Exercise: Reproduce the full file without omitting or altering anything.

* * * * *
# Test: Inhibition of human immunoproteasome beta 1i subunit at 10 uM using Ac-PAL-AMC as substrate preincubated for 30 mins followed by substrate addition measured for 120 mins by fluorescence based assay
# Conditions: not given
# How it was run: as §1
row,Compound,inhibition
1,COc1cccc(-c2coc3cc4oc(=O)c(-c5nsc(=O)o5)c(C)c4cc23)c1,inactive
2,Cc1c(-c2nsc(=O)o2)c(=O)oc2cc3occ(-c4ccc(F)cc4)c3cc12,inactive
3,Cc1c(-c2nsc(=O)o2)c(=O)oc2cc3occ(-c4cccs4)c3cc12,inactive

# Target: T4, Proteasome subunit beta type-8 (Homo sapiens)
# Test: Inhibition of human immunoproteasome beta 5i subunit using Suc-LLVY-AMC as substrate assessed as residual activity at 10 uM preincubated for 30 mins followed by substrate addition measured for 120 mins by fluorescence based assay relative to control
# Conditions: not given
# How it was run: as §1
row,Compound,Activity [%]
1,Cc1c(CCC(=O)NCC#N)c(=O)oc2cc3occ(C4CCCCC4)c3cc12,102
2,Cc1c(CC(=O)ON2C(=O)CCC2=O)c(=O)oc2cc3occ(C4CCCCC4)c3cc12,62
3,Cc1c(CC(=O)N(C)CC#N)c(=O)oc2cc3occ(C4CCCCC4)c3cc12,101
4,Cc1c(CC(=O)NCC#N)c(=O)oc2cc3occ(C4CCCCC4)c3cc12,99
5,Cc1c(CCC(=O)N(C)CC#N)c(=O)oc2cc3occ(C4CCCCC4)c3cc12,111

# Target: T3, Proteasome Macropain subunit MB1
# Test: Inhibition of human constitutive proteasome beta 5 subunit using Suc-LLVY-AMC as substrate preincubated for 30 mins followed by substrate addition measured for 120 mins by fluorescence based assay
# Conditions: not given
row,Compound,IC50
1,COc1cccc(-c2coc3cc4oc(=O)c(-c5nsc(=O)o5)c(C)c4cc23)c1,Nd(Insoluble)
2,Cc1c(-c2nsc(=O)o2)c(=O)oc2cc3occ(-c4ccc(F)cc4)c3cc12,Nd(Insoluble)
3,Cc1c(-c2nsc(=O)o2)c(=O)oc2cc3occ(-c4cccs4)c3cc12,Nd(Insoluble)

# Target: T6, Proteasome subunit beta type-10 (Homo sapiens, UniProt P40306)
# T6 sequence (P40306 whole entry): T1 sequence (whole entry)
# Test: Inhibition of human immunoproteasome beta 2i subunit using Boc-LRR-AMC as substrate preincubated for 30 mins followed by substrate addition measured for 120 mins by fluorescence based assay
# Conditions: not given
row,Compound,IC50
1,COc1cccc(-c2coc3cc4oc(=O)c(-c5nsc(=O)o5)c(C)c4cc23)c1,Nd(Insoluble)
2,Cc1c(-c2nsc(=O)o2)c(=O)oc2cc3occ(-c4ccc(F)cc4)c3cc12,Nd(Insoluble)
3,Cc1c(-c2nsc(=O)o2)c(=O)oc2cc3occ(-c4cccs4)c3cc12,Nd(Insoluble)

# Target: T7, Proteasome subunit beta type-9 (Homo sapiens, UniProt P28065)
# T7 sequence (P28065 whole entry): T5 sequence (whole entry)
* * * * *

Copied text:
# Test: Inhibition of human immunoproteasome beta 1i subunit at 10 uM using Ac-PAL-AMC as substrate preincubated for 30 mins followed by substrate addition measured for 120 mins by fluorescence based assay
# Conditions: not given
# How it was run: as §1
row,Compound,inhibition
1,COc1cccc(-c2coc3cc4oc(=O)c(-c5nsc(=O)o5)c(C)c4cc23)c1,inactive
2,Cc1c(-c2nsc(=O)o2)c(=O)oc2cc3occ(-c4ccc(F)cc4)c3cc12,inactive
3,Cc1c(-c2nsc(=O)o2)c(=O)oc2cc3occ(-c4cccs4)c3cc12,inactive

# Target: T4, Proteasome subunit beta type-8 (Homo sapiens)
# Test: Inhibition of human immunoproteasome beta 5i subunit using Suc-LLVY-AMC as substrate assessed as residual activity at 10 uM preincubated for 30 mins followed by substrate addition measured for 120 mins by fluorescence based assay relative to control
# Conditions: not given
# How it was run: as §1
row,Compound,Activity [%]
1,Cc1c(CCC(=O)NCC#N)c(=O)oc2cc3occ(C4CCCCC4)c3cc12,102
2,Cc1c(CC(=O)ON2C(=O)CCC2=O)c(=O)oc2cc3occ(C4CCCCC4)c3cc12,62
3,Cc1c(CC(=O)N(C)CC#N)c(=O)oc2cc3occ(C4CCCCC4)c3cc12,101
4,Cc1c(CC(=O)NCC#N)c(=O)oc2cc3occ(C4CCCCC4)c3cc12,99
5,Cc1c(CCC(=O)N(C)CC#N)c(=O)oc2cc3occ(C4CCCCC4)c3cc12,111

# Target: T3, Proteasome Macropain subunit MB1
# Test: Inhibition of human constitutive proteasome beta 5 subunit using Suc-LLVY-AMC as substrate preincubated for 30 mins followed by substrate addition measured for 120 mins by fluorescence based assay
# Conditions: not given
row,Compound,IC50
1,COc1cccc(-c2coc3cc4oc(=O)c(-c5nsc(=O)o5)c(C)c4cc23)c1,Nd(Insoluble)
2,Cc1c(-c2nsc(=O)o2)c(=O)oc2cc3occ(-c4ccc(F)cc4)c3cc12,Nd(Insoluble)
3,Cc1c(-c2nsc(=O)o2)c(=O)oc2cc3occ(-c4cccs4)c3cc12,Nd(Insoluble)

# Target: T6, Proteasome subunit beta type-10 (Homo sapiens, UniProt P40306)
# T6 sequence (P40306 whole entry): T1 sequence (whole entry)
# Test: Inhibition of human immunoproteasome beta 2i subunit using Boc-LRR-AMC as substrate preincubated for 30 mins followed by substrate addition measured for 120 mins by fluorescence based assay
# Conditions: not given
row,Compound,IC50
1,COc1cccc(-c2coc3cc4oc(=O)c(-c5nsc(=O)o5)c(C)c4cc23)c1,Nd(Insoluble)
2,Cc1c(-c2nsc(=O)o2)c(=O)oc2cc3occ(-c4ccc(F)cc4)c3cc12,Nd(Insoluble)
3,Cc1c(-c2nsc(=O)o2)c(=O)oc2cc3occ(-c4cccs4)c3cc12,Nd(Insoluble)

# Target: T7, Proteasome subunit beta type-9 (Homo sapiens, UniProt P28065)
# T7 sequence (P28065 whole entry): T5 sequence (whole entry)